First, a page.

|Radvanovsky as Floria Tosca at the Met|
Published in today's New York Times is an article about a soprano who's voice I have recently come to truly enjoy. Sondra Radvanovsky, or as the Times calls her - the Met's "Soprano Ascendant", opens up about everything from talking to the spirit of her deceased father (for which she'll receive no judgment from me - considering I have been known to do the same) to her 2002 vocal surgery to remove a polyp from one of her vocal cords.
I know - I feel the same way: any time the words "surgery" and "vocal cords" are put together in the same sentence I feel uneasy, too ... for obvious reasons. However, Radvanovsky's situation is not one of overuse or misuse - infact, one of her cords was nicked when a breathing tube was inserted during a childhood bout with pneumonia. This nick is what ultimately created the polyp.
Pushing past that, though - we are brought to what I find disappointing and sad about this article. It's a subject that I am not afraid to talk about - in fact, I've been talking about it since I started this blog back in September of 2008.
I will try as hard as I can to discuss this in a calm manner - I promise. [breathing deeply]
The New York Times article referenced above, says in part:
[Radvanovsky] has been trying to lose weight for Il Trovatore, which will be broadcast in the Met’s Live in HD series on April 30. “No one is putting pressure on me,” she hastened to say, “but I don’t want to look like a big, fat cow on the movie screen! And it’s sad that I’m saying that, but it’s the truth.”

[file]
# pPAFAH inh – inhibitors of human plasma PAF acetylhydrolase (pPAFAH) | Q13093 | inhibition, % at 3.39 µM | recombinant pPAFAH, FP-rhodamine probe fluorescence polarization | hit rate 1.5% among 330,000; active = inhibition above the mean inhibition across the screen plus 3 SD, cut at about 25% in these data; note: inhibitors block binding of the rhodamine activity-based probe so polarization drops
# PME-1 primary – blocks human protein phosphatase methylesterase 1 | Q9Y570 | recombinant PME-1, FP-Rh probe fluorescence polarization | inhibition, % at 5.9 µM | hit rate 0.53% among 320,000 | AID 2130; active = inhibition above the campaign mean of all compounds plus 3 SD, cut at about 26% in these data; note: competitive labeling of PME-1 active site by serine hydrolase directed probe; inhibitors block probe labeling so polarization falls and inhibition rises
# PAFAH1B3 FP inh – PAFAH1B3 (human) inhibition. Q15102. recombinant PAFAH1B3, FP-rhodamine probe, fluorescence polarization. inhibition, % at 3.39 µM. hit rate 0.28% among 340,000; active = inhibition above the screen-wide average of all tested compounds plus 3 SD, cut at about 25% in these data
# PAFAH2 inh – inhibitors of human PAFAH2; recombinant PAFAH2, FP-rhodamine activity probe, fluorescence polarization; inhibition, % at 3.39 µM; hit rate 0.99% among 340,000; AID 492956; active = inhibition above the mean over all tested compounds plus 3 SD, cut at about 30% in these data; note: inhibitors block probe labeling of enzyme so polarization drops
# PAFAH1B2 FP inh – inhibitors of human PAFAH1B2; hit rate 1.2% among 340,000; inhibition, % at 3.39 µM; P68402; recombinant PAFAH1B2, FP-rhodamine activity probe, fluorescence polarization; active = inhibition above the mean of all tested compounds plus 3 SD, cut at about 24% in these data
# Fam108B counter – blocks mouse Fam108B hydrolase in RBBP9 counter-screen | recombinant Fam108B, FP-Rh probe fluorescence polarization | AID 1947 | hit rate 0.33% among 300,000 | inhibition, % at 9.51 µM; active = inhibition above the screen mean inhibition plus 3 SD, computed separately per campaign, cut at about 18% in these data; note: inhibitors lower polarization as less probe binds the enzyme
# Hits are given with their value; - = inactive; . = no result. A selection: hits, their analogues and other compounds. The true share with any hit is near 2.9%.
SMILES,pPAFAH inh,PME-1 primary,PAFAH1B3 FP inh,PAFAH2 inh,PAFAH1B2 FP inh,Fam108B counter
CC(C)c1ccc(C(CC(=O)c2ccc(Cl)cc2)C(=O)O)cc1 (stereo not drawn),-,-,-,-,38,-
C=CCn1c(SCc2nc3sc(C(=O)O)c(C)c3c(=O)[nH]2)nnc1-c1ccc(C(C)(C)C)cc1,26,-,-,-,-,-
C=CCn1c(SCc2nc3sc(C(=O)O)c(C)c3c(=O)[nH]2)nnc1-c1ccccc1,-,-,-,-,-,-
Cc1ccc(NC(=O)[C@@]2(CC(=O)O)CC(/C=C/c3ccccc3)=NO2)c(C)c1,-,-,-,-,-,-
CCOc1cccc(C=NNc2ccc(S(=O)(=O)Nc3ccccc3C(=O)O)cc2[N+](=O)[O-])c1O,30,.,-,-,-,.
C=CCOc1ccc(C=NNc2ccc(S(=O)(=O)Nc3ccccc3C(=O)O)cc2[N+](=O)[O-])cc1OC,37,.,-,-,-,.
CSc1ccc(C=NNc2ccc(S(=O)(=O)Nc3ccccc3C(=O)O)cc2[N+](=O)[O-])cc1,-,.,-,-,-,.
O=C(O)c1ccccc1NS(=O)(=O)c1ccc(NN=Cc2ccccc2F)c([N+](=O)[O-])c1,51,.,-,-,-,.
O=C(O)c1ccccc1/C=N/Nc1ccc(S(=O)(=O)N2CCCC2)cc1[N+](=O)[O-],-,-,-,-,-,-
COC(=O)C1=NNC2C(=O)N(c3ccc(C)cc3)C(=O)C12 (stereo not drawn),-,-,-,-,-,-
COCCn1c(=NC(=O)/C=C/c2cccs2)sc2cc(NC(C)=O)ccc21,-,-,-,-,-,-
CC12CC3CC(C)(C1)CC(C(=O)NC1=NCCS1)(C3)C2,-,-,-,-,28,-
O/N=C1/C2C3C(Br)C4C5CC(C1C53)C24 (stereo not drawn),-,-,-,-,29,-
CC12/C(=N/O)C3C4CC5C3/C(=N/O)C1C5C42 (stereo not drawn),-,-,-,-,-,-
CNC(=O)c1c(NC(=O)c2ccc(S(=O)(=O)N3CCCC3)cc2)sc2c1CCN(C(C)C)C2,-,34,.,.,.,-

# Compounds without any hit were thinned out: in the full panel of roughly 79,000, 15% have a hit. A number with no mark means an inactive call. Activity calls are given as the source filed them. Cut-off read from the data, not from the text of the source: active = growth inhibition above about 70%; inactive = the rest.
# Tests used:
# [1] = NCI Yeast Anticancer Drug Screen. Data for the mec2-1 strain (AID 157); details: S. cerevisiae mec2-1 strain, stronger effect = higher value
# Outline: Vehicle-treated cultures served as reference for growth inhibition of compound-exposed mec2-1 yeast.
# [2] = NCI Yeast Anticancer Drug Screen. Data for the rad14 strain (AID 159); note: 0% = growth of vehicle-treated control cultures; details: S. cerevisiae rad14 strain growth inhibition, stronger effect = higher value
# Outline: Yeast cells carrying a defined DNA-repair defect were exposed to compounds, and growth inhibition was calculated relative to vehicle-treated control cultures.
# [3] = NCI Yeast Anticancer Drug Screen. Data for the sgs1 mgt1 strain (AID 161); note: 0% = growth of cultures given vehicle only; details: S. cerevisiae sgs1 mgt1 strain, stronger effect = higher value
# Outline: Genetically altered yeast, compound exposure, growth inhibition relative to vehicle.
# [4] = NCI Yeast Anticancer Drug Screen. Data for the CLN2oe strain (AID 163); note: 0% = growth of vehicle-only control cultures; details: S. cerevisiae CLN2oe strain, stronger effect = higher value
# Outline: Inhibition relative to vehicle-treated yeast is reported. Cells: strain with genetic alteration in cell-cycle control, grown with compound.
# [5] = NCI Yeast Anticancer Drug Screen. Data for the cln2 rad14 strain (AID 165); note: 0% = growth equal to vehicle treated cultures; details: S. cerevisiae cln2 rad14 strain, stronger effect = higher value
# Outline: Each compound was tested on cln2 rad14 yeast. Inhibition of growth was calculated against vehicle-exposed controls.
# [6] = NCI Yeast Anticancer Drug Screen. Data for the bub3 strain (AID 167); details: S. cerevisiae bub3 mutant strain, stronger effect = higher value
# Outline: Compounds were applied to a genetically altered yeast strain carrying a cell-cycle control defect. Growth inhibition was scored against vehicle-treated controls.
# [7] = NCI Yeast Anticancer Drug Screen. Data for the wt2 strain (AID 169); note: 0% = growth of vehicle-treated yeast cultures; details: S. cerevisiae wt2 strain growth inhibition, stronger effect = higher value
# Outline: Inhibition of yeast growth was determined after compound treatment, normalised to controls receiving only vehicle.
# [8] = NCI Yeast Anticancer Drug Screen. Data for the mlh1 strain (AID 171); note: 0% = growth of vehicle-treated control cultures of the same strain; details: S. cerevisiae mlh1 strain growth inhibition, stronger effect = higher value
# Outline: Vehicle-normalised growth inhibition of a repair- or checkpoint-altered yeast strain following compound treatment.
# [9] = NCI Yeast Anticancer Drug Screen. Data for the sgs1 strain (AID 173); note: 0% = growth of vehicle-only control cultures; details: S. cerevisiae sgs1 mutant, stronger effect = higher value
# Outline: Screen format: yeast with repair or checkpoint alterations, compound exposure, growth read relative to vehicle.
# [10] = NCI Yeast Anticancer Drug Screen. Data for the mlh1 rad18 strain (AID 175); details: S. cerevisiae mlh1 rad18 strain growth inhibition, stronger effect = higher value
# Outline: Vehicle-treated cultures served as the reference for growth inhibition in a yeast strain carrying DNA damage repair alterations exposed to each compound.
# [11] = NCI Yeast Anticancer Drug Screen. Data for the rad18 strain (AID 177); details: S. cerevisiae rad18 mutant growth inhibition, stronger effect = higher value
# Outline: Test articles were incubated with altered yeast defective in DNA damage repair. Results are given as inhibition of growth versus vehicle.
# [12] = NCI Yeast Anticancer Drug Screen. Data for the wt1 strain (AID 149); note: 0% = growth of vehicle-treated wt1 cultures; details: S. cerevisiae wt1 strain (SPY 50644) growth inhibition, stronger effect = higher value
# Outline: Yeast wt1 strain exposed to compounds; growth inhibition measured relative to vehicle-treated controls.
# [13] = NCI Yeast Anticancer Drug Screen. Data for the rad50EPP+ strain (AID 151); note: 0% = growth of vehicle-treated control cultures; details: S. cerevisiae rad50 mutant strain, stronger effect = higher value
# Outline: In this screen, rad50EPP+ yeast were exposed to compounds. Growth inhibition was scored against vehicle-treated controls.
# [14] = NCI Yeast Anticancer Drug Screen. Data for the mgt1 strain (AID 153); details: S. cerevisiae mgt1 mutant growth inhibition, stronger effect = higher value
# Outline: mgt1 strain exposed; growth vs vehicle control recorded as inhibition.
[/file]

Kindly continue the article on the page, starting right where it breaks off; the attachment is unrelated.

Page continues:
There is an inevitable tension among singers, she said, who are conscious that a camera will be monitoring their every facial tic. “If you get a bad angle, they’re looking up your nostrils,” she said. “We’re singers and we make funny faces, and this is broadcast around the world. I think a lot of my colleagues have done various things to make themselves look better on camera.”
Listen ... ultimately, it appears that the fundamentals of the opera world are changing. Opera is a big art form which requires big voices, big gestures and big personalities. It has always been centered around the voice and around making a sound big enough to cut over the orchestra and to fill a house without amplification. Anyone who has done it knows that this is a tall order that, generally speaking, comes easiest to a person of a more substantial build. Like it or not, there is truth to it.
Indeed, opera now seems to be metamorphosing to fit a small, very confining screen. Let's be honest, even a movie theater screen is a small screen compared to the grandiosity of opera. (And yes, I just used the word 'grandiosity'!) Is the metamorphosis from operatic-grandiosity to Hollywood-fabulosity permanent? Or, do you think this is just about what's on trend at the moment?
As I have asked before: are the days numbered for opera singers who sing and act the hell out of a role, but don’t have the Hollywood looks or size? Are we going to turn our backs on the future Caballe, Sutherland, Horne, Norman, London or even Pavarotti because they don't fit the new “mold”?
More to come...